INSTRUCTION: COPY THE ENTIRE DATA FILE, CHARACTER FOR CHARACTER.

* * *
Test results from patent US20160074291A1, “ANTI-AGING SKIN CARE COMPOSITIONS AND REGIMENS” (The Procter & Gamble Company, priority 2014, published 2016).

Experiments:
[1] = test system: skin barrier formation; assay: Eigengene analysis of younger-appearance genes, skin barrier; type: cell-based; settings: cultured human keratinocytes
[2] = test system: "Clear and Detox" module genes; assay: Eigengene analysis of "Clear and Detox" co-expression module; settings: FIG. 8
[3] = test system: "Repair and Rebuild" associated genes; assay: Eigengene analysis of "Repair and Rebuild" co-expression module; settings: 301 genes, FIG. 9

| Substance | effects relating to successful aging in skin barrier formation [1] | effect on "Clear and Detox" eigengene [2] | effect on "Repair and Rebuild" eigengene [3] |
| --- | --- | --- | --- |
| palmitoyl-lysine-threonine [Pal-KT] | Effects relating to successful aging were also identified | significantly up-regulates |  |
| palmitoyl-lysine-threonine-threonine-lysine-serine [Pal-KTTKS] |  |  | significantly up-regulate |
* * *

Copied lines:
Test results from patent US20160074291A1, “ANTI-AGING SKIN CARE COMPOSITIONS AND REGIMENS” (The Procter & Gamble Company, priority 2014, published 2016).

Experiments:
[1] = test system: skin barrier formation; assay: Eigengene analysis of younger-appearance genes, skin barrier; type: cell-based; settings: cultured human keratinocytes
[2] = test system: "Clear and Detox" module genes; assay: Eigengene analysis of "Clear and Detox" co-expression module; settings: FIG. 8
[3] = test system: "Repair and Rebuild" associated genes; assay: Eigengene analysis of "Repair and Rebuild" co-expression module; settings: 301 genes, FIG. 9

| Substance | effects relating to successful aging in skin barrier formation [1] | effect on "Clear and Detox" eigengene [2] | effect on "Repair and Rebuild" eigengene [3] |
| --- | --- | --- | --- |
| palmitoyl-lysine-threonine [Pal-KT] | Effects relating to successful aging were also identified | significantly up-regulates |  |
| palmitoyl-lysine-threonine-threonine-lysine-serine [Pal-KTTKS] |  |  | significantly up-regulate |